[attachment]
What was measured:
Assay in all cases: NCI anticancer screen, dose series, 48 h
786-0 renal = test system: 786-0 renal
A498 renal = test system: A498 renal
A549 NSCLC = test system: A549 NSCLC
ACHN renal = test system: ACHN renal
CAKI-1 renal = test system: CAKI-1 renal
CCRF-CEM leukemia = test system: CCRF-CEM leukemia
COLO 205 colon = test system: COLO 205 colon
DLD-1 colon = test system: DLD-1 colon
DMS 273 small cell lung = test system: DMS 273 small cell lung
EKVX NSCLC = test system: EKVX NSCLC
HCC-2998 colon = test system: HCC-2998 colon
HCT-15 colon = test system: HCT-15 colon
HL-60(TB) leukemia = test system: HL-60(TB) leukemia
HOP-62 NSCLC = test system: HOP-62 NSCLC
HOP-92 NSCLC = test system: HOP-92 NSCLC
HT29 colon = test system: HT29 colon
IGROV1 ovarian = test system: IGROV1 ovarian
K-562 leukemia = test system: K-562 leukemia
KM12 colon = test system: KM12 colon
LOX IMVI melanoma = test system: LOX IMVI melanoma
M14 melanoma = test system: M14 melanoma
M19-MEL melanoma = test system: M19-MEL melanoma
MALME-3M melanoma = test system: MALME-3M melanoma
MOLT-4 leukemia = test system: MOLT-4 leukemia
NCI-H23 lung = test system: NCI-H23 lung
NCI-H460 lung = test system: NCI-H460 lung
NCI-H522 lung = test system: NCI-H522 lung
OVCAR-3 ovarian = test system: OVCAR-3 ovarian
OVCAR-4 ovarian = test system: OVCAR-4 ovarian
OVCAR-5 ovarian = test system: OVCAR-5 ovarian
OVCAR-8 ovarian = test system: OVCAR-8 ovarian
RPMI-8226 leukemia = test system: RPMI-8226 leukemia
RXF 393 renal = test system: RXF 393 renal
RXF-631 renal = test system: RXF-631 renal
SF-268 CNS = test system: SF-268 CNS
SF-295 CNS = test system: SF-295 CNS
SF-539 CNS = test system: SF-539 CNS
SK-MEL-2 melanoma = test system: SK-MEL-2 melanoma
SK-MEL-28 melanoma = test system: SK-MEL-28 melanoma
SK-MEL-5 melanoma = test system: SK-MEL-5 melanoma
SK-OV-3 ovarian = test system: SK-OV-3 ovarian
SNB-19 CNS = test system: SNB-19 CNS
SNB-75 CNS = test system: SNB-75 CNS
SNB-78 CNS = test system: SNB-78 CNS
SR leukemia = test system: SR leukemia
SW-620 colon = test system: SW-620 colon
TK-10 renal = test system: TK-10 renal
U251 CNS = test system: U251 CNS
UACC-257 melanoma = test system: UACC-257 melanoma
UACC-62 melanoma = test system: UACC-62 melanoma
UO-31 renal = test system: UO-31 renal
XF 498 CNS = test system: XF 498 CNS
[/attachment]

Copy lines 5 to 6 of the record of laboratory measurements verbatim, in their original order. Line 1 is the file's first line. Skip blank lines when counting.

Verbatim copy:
A549 NSCLC = test system: A549 NSCLC
ACHN renal = test system: ACHN renal